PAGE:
There’ve been two RKHG meetings over the last several weeks, a very enjoyable, informal meeting with Santa Fe haiku poet, Sondra Byrne, and our scheduled autumn meeting.
On Sunday 25th February Robyn Cairns, Marisa Fazio, Lorin Ford, Jayashree Maniyil, Janet Howie and Madhuri Pillai were privileged to meet with Sondra in Melbourne’s Botanic Gardens. Here we are in the Rose Pavilion:
On Saturday 10th March a group of haiku writers gathered at the First Edition Café for a ginko in the lush, urban Perth Cultural Centre. We were surrounded by the State Library of WA, the Art Gallery of WA, Perth Institute of Contemporary Art, the Big Screen, the Urban Orchard, the Native Wetlands, the Interactive Play Space and the WA Museum, currently being refurbished. It was a hot day of 31 degrees, but already leaves were falling and scattering, in typical autumn fashion.
The autumn meeting of the White Pebbles Haiku Group took place at Gosford / Edogawa Gardens on March 10th. Present were Marilyn Humbert, Gail Hennessy, Maire Glacken, Verna Rieschild, Kent Robinson, Beverley George, Colleen Keating, Rozanne Collins and Wendy Stringer. Apologies were received from Samantha Hyde and Anne Birt, both of whom were travelling. We look forward to seeing them at our winter meeting on June 17th.
As usual, we met at 10 for an informal half hour chat and coffee on the café patio, before commencing our ginko promptly at 10:30. We work from a pre-distributed handout which includes prompts and examples to get us comfortably started and soon we are scattered throughout the garden’s expanse individually writing what we are observing. Continue reading “White Pebbles Haiku Group Autumn 2018”
Due to unforeseen circumstances, the Red Dragonflies’ autumn meeting, which was scheduled for Saturday 3rd March, had to be cancelled at the last minute. Instead of meeting in person we workshopped each others’ haiku via email. The haiku exercises for this meeting were based around World Wildlife Day, women in the workplace and the technique of sense switching. While the online comments were most helpful, we missed the spontaneity and warmth of meeting each other in person. We’re looking forward to seeing each other again and discussing haiku in more depth at our June meeting.
Whether new to haiku or experienced you are invited to a Ginko with Lysenko # 34.
Sunday 11th March, 2pm – 5pm, Royal Melbourne Botanic Gardens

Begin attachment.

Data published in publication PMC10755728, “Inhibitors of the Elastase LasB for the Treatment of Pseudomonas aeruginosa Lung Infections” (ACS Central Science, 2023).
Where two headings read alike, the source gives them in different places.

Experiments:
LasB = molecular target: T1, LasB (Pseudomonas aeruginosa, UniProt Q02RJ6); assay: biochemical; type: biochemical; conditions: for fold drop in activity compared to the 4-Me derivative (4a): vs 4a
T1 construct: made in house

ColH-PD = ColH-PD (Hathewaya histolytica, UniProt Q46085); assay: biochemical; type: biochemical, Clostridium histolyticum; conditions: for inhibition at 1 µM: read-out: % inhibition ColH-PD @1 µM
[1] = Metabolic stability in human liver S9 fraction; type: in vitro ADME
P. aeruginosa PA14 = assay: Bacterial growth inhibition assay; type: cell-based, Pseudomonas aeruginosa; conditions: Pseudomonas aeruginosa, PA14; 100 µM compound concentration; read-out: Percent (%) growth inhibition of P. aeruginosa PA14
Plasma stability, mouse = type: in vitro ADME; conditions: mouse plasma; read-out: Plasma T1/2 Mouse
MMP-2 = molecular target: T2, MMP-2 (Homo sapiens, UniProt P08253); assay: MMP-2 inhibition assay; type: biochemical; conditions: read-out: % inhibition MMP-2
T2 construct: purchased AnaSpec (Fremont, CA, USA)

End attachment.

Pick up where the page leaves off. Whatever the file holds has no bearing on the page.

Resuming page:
Meet at the Terrace Tearooms, near Ornamental Lake. If you’re already a haiku writer, join us for some inspiration, sharing and discussion. If you’d like to try haiku but don’t know where to start, this cross-cultural event is free and beginners are welcome. Poets Myron Lysenko and Takanori Hayakawa will lead you through some tips on writing haiku, explaining both the Japanese tradition and the way haiku works in English. This event is a follow-up to last year’s Japanese Australian Poetry Festival.
At our first ginko for the year, on Friday 16th February, we were wondering where summer had gone as we met at the Japanese Gardens in the Royal Hobart Botanical Gardens, rugged up against a cold westerly wind.
There were only four of us, partly due to the unseasonal weather, though Ron Moss’s volunteer fire brigade was called away to Bruny Island to fight a house fire that had gotten out of control in the gusty conditions.
Ross Coward recalled how Watersmeet had its beginning in 2000 in this place. Tom Daly had brought along a copy of the Watersmeet: haiku anthology from which we read several haiku, including a favourite of mine by Ross: Continue reading “Watersmeet Summer Ginko”
Join with the Mari Warabiny Haiku Group on their first Ginko (Haiku Walk) for 2018.
Saturday 10th March at 10 am.
We will gather at First Edition Café in the State Library of WA in the Perth Cultural Centre at 10 am for coffee and to discuss haiku for a short time.
We will then go on our separate walks to observe and take notes of our surroundings, using all our senses.
At 11.30 we will gather again at First Edition Café for a bit to eat, drink and to share our observations, any haiku we may have already written while on the walk, and to write haiku together.
IMPORTANT: Please RSVP to email@example.com by Wednesday 7th March so we can let First Edition Café know how many will be attending. They are generously holding a table and chairs for us on one end of the café for the first and second sittings.
The Cloudcatcher summer ginko is generally held the first week after school goes back. This year it also happened to be the first day of the ‘cool change’ and it rained. A hurried ring-around altered the meeting place from Lake Ainsworth to a picnic shelter in the town, with a short walk to the beach. The surf had been predicted as ‘hazardous’, and indeed looked really wild, with an offshore wind holding up the curves of the numerous white-topped milky-grey waves. However, through the drizzle we discerned half a dozen boardriders taking up the challenge, and rewarded with some glorious rides. A row of seagulls lined the fence, facing into the strong breeze to hold their feathers back, swallows flew up and down the steps to the beach, and a pelican chose the highest pole to keep an eye on it all.
Seven of us around the table read from the recent issue of Windfall, specifically the five haiku by Cloudcatchers included in it. We tried the new method of reading haiku as reported in HaikuOz by Jan Dodd (suggested by her American visitor Sheila Sondik): L1, then L1 & L2, then L1 & L2 & L3. However there was a consensus of opinion that this interfered with the placement of the keriji, and the two-part nature of a traditional haiku presentation, so we decided not to implement this procedure in the future. Continue reading “Cloudcatcher: Ginko No.48 (summer) Lennox Head”